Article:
Lawrence Hill reads from The Book of Negroes

On Jan. 19, York’s Canadian Writers in Person course and lecture series presented acclaimed writer Lawrence Hill reading from his book The Book of Negroes. York teaching assistant Chris Cornish sent the following report to YFile.

Let me begin with a caveat to any and all who find these pages. Do not trust large bodies of water, and do not cross them. If you, dear reader, have an African hue and find yourself led to water with vanishing shores, seize your freedom by any means necessary.

from The Book of Negroes
by Lawrence Hill

Though Lawrence Hill has become a big name author since his novel The Book of Negroes achieved both critical and commercial success, most of his friends call him Larry. Such is his casual charm that in conversation, he asks more questions of you then the other way around. Perhaps he has more than a little of his deceptively charming father in him, whom he describes in Black Berry, Sweet Juice as “a thief in the night. He’ll pocket your sympathy and allegiance before you even know he’s got them.”

Right: Lawrence Hill

Hill clearly had the allegiance of the many students and faculty who came to see him at the Canadian Writers in Person series and later at a reception held in his honour at the Harriet Tubman Institute for Research on the Global Migration of African Peoples. Hill’s gentle humour, in person and on the page, often eases the way into pointed and painful discussions about history, race and family. However, for The Book of Negroes, he found that “it didn’t want to be told that way. I couldn’t use humour as a tool from my writer’s kit.” Instead, he focused on plot, a lot of historical research and his main character Aminata Diallo.

When asked about why he chose to write from the perspective of a woman, Hill replied, “She chose me.” He had been reading about the Black Loyalists who crossed the Atlantic from Nova Scotia to Sierra Leone in the 18th century. On one of those ships, he pictured a woman who was returning to Africa after being stolen away as a child to become a slave in America. He wondered what she looked like, how she sounded, what she had done, and found himself compelled to write her into being. He also decided that for the purpose of dramatic tension, the character had to be a woman because “she had the most to lose.”

Though his novel has exposed many Canadians to a part of their history with which they weren’t familiar (or comfortable), Hill is quick to point out that he isn’t the first to write about it. “Historians such as James W. Walker have been writing about Black Loyalists for decades.” He claims that he has merely stood on their shoulders to dramatize it in a way that is more broadly accessible. However, just as Aminata finds significance in becoming a djeli, a storyteller, the value of Hill’s work is the way in which history is brought to life on a personal level.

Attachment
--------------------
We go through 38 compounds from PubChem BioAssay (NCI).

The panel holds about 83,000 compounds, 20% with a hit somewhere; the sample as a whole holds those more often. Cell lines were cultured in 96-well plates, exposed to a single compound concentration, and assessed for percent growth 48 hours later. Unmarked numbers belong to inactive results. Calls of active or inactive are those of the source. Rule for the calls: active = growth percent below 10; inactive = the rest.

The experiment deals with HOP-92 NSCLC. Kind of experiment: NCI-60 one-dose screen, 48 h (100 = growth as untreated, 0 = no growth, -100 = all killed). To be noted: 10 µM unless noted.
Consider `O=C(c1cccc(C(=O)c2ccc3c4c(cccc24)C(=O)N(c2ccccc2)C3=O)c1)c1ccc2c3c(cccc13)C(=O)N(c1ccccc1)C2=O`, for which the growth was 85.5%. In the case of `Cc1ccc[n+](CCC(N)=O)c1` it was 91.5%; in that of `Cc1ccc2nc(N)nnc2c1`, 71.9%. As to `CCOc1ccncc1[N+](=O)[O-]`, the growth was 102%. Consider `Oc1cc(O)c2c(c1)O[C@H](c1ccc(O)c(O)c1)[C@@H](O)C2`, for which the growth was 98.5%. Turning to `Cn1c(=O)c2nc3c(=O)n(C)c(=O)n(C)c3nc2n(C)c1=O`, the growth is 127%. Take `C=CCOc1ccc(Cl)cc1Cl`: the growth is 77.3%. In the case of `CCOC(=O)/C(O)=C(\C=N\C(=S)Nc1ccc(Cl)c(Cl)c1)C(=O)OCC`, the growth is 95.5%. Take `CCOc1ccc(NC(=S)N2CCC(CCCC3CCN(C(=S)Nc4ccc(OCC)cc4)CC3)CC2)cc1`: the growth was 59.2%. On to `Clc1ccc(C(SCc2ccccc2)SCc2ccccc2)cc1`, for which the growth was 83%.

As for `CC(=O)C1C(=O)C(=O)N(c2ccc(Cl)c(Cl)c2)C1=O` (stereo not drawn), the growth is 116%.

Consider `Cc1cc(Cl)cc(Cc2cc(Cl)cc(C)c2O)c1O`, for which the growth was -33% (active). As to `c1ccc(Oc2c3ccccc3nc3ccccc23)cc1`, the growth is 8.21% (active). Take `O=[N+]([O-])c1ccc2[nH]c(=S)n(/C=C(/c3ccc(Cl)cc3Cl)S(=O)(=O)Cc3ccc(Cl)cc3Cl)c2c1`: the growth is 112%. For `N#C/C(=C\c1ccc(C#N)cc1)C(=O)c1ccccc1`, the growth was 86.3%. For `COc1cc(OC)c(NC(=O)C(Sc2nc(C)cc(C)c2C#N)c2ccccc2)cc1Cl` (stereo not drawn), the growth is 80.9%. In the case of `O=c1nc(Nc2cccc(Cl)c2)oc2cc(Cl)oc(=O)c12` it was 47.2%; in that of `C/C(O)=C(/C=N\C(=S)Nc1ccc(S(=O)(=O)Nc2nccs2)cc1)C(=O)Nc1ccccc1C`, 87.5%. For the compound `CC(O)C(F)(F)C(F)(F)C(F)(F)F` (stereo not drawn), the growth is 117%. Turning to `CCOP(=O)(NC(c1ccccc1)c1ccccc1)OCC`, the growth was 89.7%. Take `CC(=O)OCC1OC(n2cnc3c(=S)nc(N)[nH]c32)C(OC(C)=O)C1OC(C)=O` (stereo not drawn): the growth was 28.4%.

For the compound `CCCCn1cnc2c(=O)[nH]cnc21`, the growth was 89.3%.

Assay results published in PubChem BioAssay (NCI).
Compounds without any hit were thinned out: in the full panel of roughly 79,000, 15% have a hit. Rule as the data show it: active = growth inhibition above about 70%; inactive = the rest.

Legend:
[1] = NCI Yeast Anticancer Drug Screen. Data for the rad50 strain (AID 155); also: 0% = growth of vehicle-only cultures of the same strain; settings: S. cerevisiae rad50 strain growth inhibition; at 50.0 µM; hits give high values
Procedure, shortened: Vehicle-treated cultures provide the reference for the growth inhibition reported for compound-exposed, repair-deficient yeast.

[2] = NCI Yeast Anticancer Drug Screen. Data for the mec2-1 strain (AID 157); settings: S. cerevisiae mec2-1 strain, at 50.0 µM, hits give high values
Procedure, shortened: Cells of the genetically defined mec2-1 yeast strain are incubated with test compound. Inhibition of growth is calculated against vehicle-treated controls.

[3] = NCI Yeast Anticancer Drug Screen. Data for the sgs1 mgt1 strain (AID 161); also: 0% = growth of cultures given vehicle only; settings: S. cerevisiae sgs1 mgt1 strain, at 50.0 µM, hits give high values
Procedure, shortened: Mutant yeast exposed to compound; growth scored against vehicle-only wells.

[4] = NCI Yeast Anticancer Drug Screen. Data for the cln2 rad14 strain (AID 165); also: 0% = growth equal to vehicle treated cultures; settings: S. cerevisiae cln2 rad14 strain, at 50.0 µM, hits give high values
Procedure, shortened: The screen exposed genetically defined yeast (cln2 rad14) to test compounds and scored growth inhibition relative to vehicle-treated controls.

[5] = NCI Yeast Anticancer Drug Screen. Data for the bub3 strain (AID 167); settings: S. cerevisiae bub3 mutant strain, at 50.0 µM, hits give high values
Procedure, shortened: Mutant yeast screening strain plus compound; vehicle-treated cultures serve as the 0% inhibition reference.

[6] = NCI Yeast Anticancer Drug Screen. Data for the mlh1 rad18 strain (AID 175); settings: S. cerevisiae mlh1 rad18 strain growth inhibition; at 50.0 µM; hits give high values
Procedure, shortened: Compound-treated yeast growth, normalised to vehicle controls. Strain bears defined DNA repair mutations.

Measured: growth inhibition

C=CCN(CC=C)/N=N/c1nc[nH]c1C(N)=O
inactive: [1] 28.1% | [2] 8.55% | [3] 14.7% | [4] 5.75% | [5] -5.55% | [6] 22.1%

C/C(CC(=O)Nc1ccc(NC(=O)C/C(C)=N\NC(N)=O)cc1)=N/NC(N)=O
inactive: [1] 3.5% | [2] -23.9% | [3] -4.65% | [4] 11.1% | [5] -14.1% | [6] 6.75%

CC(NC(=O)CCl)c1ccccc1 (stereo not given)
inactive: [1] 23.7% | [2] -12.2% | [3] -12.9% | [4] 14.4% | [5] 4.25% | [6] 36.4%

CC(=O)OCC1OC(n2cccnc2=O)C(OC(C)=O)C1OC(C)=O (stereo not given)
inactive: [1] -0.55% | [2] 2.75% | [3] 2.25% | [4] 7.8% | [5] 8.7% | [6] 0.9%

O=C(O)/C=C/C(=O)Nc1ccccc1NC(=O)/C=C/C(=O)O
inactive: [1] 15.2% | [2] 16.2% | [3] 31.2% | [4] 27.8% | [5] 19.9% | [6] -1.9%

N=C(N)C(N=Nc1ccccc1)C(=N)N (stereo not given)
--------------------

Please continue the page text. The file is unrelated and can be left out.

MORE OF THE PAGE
Hill’s own history as a writer began at a young age. He would bang out stories on an old typewriter that were “horrible” because he tried too hard to be perfect. When he started travelling and writing letters, he discovered that these “energetic missives” had more “juice” because they were fast and uncensored. This led to his current process in which he writes as quickly as possible to release the energy without judging himself. Though his journalistic training comes in handy at the revision stage, for the first draft he prefers to “let it rip, no matter how messy.”

Hill also learned a lot from his parents, Daniel and Donna Hill, both civil rights activists and great storytellers who told the most oppressive stories with raucous humour. He once asked his father at what point in life would he become responsible for all that was wrong with the world. His father answered, “As soon as you are able to do something about the world, you become responsible for its condition.” Hill has carried that sense of responsibility into his writing, where he believes one must be true and courageous, especially if it is painful and uncomfortable. “Writing, at its core, is an assertion of my own morality,” said Hill.

The Canadian Writers in Person series of public readings at York, which is free and open to the public, is also part of an introductory course on Canadian literature. It is sponsored in part by the Canada Council for the Arts. Tonight, at 7pm in 206 Accolade West Building, York English Professor Michael Helm, a Scotiabank Giller Prize finalist for his 1997 novel The Projectionist, will read from his novel In the Place of Last Things (2004) and his forthcoming book Cities of Refuge (2010).